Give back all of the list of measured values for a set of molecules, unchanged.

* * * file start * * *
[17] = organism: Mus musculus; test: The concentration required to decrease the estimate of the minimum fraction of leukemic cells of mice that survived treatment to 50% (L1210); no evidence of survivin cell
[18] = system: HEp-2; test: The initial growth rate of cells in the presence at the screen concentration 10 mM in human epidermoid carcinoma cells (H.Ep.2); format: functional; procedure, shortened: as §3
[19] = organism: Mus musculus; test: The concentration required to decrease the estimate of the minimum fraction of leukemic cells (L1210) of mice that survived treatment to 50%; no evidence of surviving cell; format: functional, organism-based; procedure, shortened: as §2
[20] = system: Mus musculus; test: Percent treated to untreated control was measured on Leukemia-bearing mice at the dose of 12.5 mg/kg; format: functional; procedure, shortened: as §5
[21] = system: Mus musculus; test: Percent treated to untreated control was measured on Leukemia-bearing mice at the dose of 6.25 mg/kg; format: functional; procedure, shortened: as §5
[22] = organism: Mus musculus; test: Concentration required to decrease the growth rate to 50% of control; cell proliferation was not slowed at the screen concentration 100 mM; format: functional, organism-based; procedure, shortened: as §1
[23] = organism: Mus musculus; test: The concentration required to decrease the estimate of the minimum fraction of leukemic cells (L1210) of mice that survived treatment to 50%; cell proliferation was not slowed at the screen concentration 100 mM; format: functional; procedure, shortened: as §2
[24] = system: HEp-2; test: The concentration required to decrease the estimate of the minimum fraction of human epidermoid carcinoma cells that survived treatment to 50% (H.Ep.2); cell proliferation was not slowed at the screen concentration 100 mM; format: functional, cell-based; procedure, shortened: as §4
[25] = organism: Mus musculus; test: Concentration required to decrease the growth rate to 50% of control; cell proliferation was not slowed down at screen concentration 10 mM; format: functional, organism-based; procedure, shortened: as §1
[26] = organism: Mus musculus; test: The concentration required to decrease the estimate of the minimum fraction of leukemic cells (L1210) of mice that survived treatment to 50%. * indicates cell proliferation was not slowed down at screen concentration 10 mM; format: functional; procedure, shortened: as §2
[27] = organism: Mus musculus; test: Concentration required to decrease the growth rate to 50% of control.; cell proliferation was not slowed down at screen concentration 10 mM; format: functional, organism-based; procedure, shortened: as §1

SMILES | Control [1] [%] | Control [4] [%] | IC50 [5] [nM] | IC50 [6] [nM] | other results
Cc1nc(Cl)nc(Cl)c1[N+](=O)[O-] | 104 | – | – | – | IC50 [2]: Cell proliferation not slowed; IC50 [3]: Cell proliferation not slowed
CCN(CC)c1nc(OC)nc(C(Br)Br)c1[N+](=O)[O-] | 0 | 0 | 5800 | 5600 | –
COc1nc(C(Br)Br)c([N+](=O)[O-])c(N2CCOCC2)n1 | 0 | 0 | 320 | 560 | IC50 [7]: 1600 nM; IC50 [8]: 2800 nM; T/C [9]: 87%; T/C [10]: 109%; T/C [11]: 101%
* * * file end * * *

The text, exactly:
[17] = organism: Mus musculus; test: The concentration required to decrease the estimate of the minimum fraction of leukemic cells of mice that survived treatment to 50% (L1210); no evidence of survivin cell
[18] = system: HEp-2; test: The initial growth rate of cells in the presence at the screen concentration 10 mM in human epidermoid carcinoma cells (H.Ep.2); format: functional; procedure, shortened: as §3
[19] = organism: Mus musculus; test: The concentration required to decrease the estimate of the minimum fraction of leukemic cells (L1210) of mice that survived treatment to 50%; no evidence of surviving cell; format: functional, organism-based; procedure, shortened: as §2
[20] = system: Mus musculus; test: Percent treated to untreated control was measured on Leukemia-bearing mice at the dose of 12.5 mg/kg; format: functional; procedure, shortened: as §5
[21] = system: Mus musculus; test: Percent treated to untreated control was measured on Leukemia-bearing mice at the dose of 6.25 mg/kg; format: functional; procedure, shortened: as §5
[22] = organism: Mus musculus; test: Concentration required to decrease the growth rate to 50% of control; cell proliferation was not slowed at the screen concentration 100 mM; format: functional, organism-based; procedure, shortened: as §1
[23] = organism: Mus musculus; test: The concentration required to decrease the estimate of the minimum fraction of leukemic cells (L1210) of mice that survived treatment to 50%; cell proliferation was not slowed at the screen concentration 100 mM; format: functional; procedure, shortened: as §2
[24] = system: HEp-2; test: The concentration required to decrease the estimate of the minimum fraction of human epidermoid carcinoma cells that survived treatment to 50% (H.Ep.2); cell proliferation was not slowed at the screen concentration 100 mM; format: functional, cell-based; procedure, shortened: as §4
[25] = organism: Mus musculus; test: Concentration required to decrease the growth rate to 50% of control; cell proliferation was not slowed down at screen concentration 10 mM; format: functional, organism-based; procedure, shortened: as §1
[26] = organism: Mus musculus; test: The concentration required to decrease the estimate of the minimum fraction of leukemic cells (L1210) of mice that survived treatment to 50%. * indicates cell proliferation was not slowed down at screen concentration 10 mM; format: functional; procedure, shortened: as §2
[27] = organism: Mus musculus; test: Concentration required to decrease the growth rate to 50% of control.; cell proliferation was not slowed down at screen concentration 10 mM; format: functional, organism-based; procedure, shortened: as §1

SMILES | Control [1] [%] | Control [4] [%] | IC50 [5] [nM] | IC50 [6] [nM] | other results
Cc1nc(Cl)nc(Cl)c1[N+](=O)[O-] | 104 | – | – | – | IC50 [2]: Cell proliferation not slowed; IC50 [3]: Cell proliferation not slowed
CCN(CC)c1nc(OC)nc(C(Br)Br)c1[N+](=O)[O-] | 0 | 0 | 5800 | 5600 | –
COc1nc(C(Br)Br)c([N+](=O)[O-])c(N2CCOCC2)n1 | 0 | 0 | 320 | 560 | IC50 [7]: 1600 nM; IC50 [8]: 2800 nM; T/C [9]: 87%; T/C [10]: 109%; T/C [11]: 101%